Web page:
Did You Know: External Flashover

Subject

This bulletin will explain and visually show one failure mode of spark plugs adding confidence when replacement is needed.

Application

  • All spark engine applications

Overview

Spark plugs can fail and will need replacement at their recommended mileage interval due to wear. But excessive idle time and constant short trips will shorten the spark plug life cycle due to fuel deposits or fouling due to oil, coolant, or chemicals. The shortened life cycle may also be caused by the spark plug not reaching self-cleaning temperature on a regular basis. The ceramic that surrounds the center electrode starts to accumulate deposits providing the voltage an easier path to ground causing external flashover and misfires.

If external flashover should occur, regardless of the sharpness of the electrodes, the spark plug will need to be replaced. The flashover will cause low power, poor fuel economy, increased tail pipe emissions and eventually misfires. External flashover will always require spark plug wire or coil boot replacement due to a carbon track, or trace, being burned into the boot.

Electricity will always take the path of least resistance to ground. Flashover, or commonly known as tracking, is when the electricity that is intended to travel through the spark plug travels the path of least resistance down the outside of the ceramic to ground. A smooth ceramic insulator spark plug is more susceptible to flashover than a ribbed insulator, therefore, smooth ceramic insulators are usually longer to help prevent this condition from occurring. When flashover occurs, a black mark will be etched into the exterior side of the spark plug and the inside of the coil or plug boot causing a misfire in the engine. This will be felt by the driver and will set a diagnostic trouble code in the powertrain control module. Flashover is the result of many conditions such as cracking of the spark plug ceramic insulator, moisture buildup in the plug boot, extremely large gap from a worn-out spark plug, poor connection at the terminal nut, extremely rich or lean air fuel ratio, or extreme high cylinder compression. If a misfire is felt and diagnosed to have tracking on the spark plug, the spark plug will need to be replaced. Not only is the tracking on the side of the spark plug but it will also be on the inside of the plug wire boot or coil boot. If the wire or boot is not replaced, even with a new spark plug, the electricity will have a path with less resistance to follow and damage the new spark plug. If the concern is not repaired in a timely fashion, this will cause larger issues such as damage to the coil.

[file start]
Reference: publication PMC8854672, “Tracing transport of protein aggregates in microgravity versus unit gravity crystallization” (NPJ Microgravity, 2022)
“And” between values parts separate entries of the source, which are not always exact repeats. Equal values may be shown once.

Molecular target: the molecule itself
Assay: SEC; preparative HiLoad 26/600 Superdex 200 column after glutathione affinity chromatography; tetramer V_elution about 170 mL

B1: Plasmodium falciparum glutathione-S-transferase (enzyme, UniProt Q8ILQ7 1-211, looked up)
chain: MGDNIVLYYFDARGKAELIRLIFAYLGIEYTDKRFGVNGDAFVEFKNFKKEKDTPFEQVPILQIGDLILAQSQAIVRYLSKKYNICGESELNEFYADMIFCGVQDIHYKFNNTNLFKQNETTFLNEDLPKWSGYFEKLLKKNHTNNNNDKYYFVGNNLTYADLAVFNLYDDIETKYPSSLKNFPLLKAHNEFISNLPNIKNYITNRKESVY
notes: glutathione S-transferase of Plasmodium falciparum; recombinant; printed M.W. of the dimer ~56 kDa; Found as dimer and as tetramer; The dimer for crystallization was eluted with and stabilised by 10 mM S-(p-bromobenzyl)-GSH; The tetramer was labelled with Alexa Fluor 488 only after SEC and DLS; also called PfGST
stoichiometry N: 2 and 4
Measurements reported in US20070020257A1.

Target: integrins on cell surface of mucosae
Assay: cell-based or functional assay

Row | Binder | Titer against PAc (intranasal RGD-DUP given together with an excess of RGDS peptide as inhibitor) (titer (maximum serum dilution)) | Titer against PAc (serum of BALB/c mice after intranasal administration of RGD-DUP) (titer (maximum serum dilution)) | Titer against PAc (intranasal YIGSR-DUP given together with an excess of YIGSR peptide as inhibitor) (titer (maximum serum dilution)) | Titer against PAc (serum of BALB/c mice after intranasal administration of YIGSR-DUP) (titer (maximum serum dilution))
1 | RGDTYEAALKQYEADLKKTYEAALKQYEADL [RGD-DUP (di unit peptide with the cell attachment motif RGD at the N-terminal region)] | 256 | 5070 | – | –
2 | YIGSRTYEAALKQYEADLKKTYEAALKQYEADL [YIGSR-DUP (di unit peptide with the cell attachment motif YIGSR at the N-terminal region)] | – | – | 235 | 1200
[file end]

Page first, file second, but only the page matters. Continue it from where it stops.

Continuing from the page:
In the below photos you can see what look like scratch marks in the spark plug insulator. If you study the images you will see that the marks on the spark plug match perfectly to the marks on the inside of the coil boot. Replacing just the spark plug is not a long-term solution, within hours of engine operation the voltage from the ignition coil will find that easier path to ground and in turn burn that same tracking into the new spark plug causing a repeat failure. Always inspect spark plugs when servicing for any unusual markings, replace the mating part to prevent a repeat failure.

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